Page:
If it gets them thinking or makes a good topic for a business dinner conversation and positions them as an expert, you’re definitely on the right track with your content. If they share it with people with a similar demographic, you’re in the ballpark (in fact, you might be lining up a home run to feed your sales funnel).
B) Mix it up a bit – The idea of publishing diverse content has been wisdom for so long that it has gray hairs in its virtual beard, but the principle remains steadfast. Think about how your target audience is going to use your content and the platform you’re publishing it on. Every content creator needs to think strategically, this is important.
Always choose content that resonates with your target audience and fits the platform. So no to LOLcats accounts or financial institutions. Infographics are great, so is video, images are great too, but don’t forget creative and engaging copy.
The impact of the visual elements of your content is enhanced by adding good copy. Note that great copy must also be appropriate for the channel. It’s no good writing a 400 word comment on Facebook, your reader won’t venture past the page unless you give them a very good reason.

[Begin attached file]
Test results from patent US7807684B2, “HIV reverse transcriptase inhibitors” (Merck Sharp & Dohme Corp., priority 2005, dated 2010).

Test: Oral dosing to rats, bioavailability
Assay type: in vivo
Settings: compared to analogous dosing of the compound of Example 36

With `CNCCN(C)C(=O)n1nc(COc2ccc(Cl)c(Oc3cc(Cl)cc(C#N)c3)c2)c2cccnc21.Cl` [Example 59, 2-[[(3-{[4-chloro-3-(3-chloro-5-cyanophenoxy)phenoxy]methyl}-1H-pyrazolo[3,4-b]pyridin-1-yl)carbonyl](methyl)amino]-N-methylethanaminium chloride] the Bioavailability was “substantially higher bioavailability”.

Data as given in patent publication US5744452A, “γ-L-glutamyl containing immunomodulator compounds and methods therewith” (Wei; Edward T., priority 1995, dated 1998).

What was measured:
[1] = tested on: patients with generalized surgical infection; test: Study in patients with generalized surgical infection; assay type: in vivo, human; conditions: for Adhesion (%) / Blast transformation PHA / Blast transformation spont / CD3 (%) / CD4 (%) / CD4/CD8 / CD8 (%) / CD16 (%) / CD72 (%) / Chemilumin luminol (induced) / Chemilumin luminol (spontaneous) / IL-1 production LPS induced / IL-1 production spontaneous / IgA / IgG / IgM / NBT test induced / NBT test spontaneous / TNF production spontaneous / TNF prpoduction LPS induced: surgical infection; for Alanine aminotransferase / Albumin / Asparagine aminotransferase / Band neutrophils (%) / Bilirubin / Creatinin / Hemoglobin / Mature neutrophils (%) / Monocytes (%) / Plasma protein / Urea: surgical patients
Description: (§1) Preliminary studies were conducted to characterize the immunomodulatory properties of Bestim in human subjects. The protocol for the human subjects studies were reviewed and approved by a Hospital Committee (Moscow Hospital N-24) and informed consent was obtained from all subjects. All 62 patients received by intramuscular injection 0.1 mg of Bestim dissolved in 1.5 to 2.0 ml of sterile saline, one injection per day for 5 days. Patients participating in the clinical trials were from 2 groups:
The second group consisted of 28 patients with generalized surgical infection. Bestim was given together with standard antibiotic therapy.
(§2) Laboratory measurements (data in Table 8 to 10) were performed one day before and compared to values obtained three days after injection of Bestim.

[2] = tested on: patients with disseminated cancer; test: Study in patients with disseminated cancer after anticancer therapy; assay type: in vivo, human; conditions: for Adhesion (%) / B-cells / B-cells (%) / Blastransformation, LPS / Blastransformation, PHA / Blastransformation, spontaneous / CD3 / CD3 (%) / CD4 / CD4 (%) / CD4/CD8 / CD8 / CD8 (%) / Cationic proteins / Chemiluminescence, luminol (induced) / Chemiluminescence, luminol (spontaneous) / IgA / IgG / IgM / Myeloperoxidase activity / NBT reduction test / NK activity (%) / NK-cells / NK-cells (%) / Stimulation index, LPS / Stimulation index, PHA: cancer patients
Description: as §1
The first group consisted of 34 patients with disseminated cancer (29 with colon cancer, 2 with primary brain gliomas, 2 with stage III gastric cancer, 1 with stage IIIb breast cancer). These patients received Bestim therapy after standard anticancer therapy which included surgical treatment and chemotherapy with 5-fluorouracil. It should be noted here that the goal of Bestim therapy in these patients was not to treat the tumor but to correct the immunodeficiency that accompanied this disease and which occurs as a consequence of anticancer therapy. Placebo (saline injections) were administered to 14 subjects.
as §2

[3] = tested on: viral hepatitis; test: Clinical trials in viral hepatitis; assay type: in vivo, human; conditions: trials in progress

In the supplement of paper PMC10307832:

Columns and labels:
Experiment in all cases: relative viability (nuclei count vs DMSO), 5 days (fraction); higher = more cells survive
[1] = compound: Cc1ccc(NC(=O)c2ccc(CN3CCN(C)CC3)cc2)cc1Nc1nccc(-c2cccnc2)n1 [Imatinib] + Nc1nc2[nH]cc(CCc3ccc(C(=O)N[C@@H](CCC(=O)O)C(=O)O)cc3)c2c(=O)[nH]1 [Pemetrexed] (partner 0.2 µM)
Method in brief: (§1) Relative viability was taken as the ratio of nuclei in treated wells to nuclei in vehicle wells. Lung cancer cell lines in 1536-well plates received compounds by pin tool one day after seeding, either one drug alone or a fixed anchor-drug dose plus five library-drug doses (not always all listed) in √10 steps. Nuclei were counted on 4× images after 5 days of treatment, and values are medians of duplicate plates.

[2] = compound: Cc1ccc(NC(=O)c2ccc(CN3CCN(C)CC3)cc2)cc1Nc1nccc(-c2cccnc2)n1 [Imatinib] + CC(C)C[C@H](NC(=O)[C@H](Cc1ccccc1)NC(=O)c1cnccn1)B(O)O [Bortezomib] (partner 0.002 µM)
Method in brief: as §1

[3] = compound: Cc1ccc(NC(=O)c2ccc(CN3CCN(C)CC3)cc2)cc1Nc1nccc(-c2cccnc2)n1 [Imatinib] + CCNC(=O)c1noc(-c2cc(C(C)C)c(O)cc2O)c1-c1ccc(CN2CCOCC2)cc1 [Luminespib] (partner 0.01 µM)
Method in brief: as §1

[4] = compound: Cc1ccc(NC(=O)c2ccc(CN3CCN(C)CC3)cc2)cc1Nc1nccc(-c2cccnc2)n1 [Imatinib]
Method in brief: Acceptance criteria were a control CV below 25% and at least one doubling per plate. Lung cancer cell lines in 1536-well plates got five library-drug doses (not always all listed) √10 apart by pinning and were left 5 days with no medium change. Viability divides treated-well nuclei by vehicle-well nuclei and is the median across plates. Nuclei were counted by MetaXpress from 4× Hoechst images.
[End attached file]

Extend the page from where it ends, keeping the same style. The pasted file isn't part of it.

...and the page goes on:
That’s why headlines are so important. In addition to search engine optimization, a good title attracts the reader and strengthens the visual content. If in doubt, contact the social media content creator / copywriter. He knows how to track trends, analyze reader interests and make strong recommendations on how your brand can expand its influence.
6) A space to call your own – It seems like everyone has a blog these days, a place where they can let their hair down and talk about the deeply important things that affect their daily lives. It’s just wonderful; everyone should have an outlet for their creative urges.
When it comes to businesses building online presence, a blog isn’t a “nice to have” component, it’s a basic requirement.
There are a few ways to make sure your content is both interesting and informative, and perhaps the most important is providing your target audience with information that will keep them coming back to your blog again and again.
A) Follow trends. Sites like technorati.com are great places to track social media trends. Find out what people are talking about and you can ride this wave by adding new content to your blog. Best to learn to think laterally.
B) Follow the leader – keep an eye on influencers in your industry. Find industry blogs and see what they have to say. Chances are they are either opinion makers or opinion breakers. Either that or they want to ride the same trend wave as you. Either way, those blogs are a good place to start looking or content that gets the mental gears turning.
Where else can you find these leaders and get their opinions on great content?
In addition to blogs, other social media platforms are excellent sources of new information. Use Facebook Graph Search or use Google+ to find others in your area and see what they’re talking about. BTW, if your business isn’t on Google+, I’d go there quickly.